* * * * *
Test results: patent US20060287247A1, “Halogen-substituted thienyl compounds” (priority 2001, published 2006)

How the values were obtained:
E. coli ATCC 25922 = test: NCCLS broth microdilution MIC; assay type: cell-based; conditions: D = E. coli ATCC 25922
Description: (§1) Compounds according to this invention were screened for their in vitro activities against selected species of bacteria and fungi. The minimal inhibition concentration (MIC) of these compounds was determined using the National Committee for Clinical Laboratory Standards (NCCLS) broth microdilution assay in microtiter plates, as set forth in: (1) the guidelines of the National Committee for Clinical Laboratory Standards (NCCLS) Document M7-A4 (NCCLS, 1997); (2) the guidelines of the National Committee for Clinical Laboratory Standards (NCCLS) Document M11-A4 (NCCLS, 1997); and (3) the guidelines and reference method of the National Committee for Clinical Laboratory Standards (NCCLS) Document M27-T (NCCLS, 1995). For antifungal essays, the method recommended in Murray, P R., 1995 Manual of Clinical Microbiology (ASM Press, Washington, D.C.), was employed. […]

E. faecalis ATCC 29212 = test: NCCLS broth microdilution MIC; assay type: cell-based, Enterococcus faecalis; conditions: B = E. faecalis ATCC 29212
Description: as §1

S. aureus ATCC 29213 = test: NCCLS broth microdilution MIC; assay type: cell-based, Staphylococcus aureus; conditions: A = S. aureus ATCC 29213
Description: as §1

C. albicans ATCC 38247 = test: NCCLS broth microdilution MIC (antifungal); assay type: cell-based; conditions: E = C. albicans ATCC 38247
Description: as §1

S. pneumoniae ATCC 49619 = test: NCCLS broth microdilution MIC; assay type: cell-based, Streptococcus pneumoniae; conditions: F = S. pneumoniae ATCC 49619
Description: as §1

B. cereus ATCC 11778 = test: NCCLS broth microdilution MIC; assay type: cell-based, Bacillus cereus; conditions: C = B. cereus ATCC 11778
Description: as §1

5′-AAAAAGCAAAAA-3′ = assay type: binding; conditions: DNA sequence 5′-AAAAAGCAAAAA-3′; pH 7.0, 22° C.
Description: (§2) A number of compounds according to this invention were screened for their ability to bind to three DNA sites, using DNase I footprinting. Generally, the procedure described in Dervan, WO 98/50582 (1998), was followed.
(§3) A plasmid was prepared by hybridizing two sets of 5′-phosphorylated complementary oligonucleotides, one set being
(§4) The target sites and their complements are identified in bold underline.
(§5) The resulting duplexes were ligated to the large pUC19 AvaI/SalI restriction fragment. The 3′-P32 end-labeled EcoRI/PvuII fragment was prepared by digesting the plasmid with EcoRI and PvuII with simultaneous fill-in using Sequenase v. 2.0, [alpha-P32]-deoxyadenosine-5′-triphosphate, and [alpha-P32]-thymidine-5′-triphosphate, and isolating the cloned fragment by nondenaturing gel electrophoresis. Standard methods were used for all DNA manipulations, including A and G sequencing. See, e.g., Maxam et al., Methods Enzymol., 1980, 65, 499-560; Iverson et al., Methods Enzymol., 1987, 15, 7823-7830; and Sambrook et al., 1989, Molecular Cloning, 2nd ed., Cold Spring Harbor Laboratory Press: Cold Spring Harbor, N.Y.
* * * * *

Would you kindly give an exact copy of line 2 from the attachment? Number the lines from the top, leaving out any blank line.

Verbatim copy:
How the values were obtained: